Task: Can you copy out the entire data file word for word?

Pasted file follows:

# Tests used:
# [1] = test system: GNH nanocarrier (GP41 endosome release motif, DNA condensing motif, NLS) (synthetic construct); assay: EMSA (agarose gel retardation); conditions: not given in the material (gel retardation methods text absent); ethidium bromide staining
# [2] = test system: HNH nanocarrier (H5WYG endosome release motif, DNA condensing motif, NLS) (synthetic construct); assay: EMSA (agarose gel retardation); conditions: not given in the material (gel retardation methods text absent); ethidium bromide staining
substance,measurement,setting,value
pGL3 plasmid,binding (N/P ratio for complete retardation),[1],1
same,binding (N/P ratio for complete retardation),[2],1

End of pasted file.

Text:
# Tests used:
# [1] = test system: GNH nanocarrier (GP41 endosome release motif, DNA condensing motif, NLS) (synthetic construct); assay: EMSA (agarose gel retardation); conditions: not given in the material (gel retardation methods text absent); ethidium bromide staining
# [2] = test system: HNH nanocarrier (H5WYG endosome release motif, DNA condensing motif, NLS) (synthetic construct); assay: EMSA (agarose gel retardation); conditions: not given in the material (gel retardation methods text absent); ethidium bromide staining
substance,measurement,setting,value
pGL3 plasmid,binding (N/P ratio for complete retardation),[1],1
same,binding (N/P ratio for complete retardation),[2],1